3 Dividend Stocks That Are Ridiculously Cheap Right Now

Most stocks have more attractive valuations now than they did a year ago. That’s what happens when the S&P 500 falls by a double-digit percentage. Such declines also tend to push yields higher for stocks that pay dividends.

But the adjective “attractive” doesn’t do justice to some of these stocks. Here are three dividend stocks that are ridiculously cheap right now.

1. Ally Financial

Shares of Ally Financial (ALLY 15.56%) have plunged by nearly 50% over the last 12 months. However, this steep sell-off pushed the digital consumer bank’s dividend yield to above 4.4%. It also has given Ally a low forward price-to-earnings multiple of only 5.5.

When Warren Buffett buys a stock hand over fist, it’s a pretty safe assumption that he likes the valuation. That’s exactly what happened during the first nine months of 2022, when Buffett’s Berkshire Hathaway (BRK.A 0.43%) (BRK.B 0.30%) scooped up 30 million shares of Ally.

The primary challenge for Ally in the near term is general economic uncertainty. Two especially important metrics to watch with the company are its delinquencies and charge-offs. If those numbers rise, Ally’s share price could decline further.

2. Devon Energy

Unlike Ally, Devon Energy (DVN) has delivered an impressive return over the last 12 months — its shares soared by more than 25%. The oil and natural gas producer’s total return was even better thanks to its dividend, which currently yields over 8.4%.

Over the last two years, Devon’s share price has more than tripled. You might think that the stock would be expensive after such a stellar run. That’s not the case at all. Devon’s shares trade at only 6.8 times expected earnings. And the company’s price-to-earnings-to-growth ratio is a super-low 0.50. 

Devon’s fortunes in 2023 will depend largely on what happens with oil prices. The company’s dividend payout could also fluctuate somewhat. Devon’s dividend consists of two components — a fixed portion and a variable portion. The variable part of the dividend is based on its excess free cash flow, which could rise or fall along with crude prices.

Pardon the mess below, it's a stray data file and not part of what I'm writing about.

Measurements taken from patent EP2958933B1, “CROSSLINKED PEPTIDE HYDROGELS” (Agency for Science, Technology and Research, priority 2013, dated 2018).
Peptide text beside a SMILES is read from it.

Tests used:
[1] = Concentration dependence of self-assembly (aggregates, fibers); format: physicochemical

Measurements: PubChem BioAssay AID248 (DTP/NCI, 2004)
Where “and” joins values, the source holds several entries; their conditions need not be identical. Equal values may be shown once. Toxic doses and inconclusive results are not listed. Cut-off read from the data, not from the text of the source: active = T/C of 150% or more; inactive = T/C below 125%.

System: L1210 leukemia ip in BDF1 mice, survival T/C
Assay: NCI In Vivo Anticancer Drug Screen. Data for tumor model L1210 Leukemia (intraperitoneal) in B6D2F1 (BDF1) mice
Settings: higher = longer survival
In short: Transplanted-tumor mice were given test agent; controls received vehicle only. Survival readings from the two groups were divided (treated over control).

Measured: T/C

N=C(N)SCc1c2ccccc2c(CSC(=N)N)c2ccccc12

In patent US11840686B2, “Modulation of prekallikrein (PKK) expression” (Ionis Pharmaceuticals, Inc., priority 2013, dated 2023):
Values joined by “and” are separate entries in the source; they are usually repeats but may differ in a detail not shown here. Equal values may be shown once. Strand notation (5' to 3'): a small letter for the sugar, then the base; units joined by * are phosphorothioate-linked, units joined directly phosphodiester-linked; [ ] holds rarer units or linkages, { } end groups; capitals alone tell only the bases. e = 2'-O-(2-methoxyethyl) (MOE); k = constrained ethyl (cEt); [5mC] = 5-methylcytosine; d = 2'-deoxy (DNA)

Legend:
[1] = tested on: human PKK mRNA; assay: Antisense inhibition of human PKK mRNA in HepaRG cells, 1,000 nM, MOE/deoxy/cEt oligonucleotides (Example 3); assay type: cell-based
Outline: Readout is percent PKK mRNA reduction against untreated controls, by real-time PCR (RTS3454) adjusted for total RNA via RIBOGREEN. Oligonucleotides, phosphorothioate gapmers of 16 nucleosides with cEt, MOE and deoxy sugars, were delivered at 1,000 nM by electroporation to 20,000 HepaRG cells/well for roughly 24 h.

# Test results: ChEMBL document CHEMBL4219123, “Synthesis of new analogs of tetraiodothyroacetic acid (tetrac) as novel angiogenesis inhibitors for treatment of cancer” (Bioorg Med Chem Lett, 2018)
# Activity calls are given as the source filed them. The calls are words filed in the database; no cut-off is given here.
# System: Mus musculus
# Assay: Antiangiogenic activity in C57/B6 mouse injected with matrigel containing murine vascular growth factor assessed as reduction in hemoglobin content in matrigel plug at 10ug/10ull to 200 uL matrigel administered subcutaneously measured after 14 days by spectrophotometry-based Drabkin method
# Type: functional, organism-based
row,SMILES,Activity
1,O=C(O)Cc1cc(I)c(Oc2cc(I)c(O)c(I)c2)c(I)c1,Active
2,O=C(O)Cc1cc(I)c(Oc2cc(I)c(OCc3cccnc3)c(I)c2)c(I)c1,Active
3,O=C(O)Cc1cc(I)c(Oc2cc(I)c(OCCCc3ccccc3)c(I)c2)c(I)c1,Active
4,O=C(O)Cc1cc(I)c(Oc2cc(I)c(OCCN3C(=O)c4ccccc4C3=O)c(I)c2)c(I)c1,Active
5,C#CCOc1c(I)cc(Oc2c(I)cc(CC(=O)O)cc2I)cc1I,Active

3. Viatris

Some pharma stocks held up well during the overall market sell-off last year. Viatris (VTRS -0.74%) wasn’t one of them. Its shares are down more than 20% over the last 12 months.

But anyone looking for stocks with dirt-cheap valuations could find this maker of generic drugs intriguing. Its shares trade at only 3.6 times expected earnings and 0.74 times book value. That makes Viatris one of the cheapest stocks in the S&P 500.

It also pays an attractive dividend that currently yields more than 4%. The company increased its payout by 9% in January 2022. Another dividend hike could be on the way soon.

Two kinds of cheap stocks

My view is that there are two kinds of cheap stocks. Some are cheap for a reason. Others are cheap only for a season. I think that these three dividend stocks fall into the latter category.

Ally certainly faces some short-term headwinds. However, the stock is likely to be a solid winner over the long run. Viatris isn’t in the most exciting business, but its valuation is compelling. The company also is launching new drugs that could boost its revenue.

Devon is my favorite of these three ridiculously cheap dividend stocks. I agree with the U.S. Energy Information Administration’s forecast that oil prices will rise in 2023. That should provide a catalyst for Devon — and bolster the variable portion of its dividend payout. Because of all of this, Devon ranks among my top 23 dividend stocks to buy and hold in 2023.

Ally is an advertising partner of The Ascent, a Motley Fool company. Keith Speights has positions in Berkshire Hathaway, Devon Energy, and Viatris. The Motley Fool has positions in and recommends Berkshire Hathaway. The Motley Fool recommends Viatris and recommends the following options: long January 2023 $200 calls on Berkshire Hathaway, short January 2023 $200 puts on Berkshire Hathaway, and short January 2023 $265 calls on Berkshire Hathaway. The Motley Fool has a disclosure policy.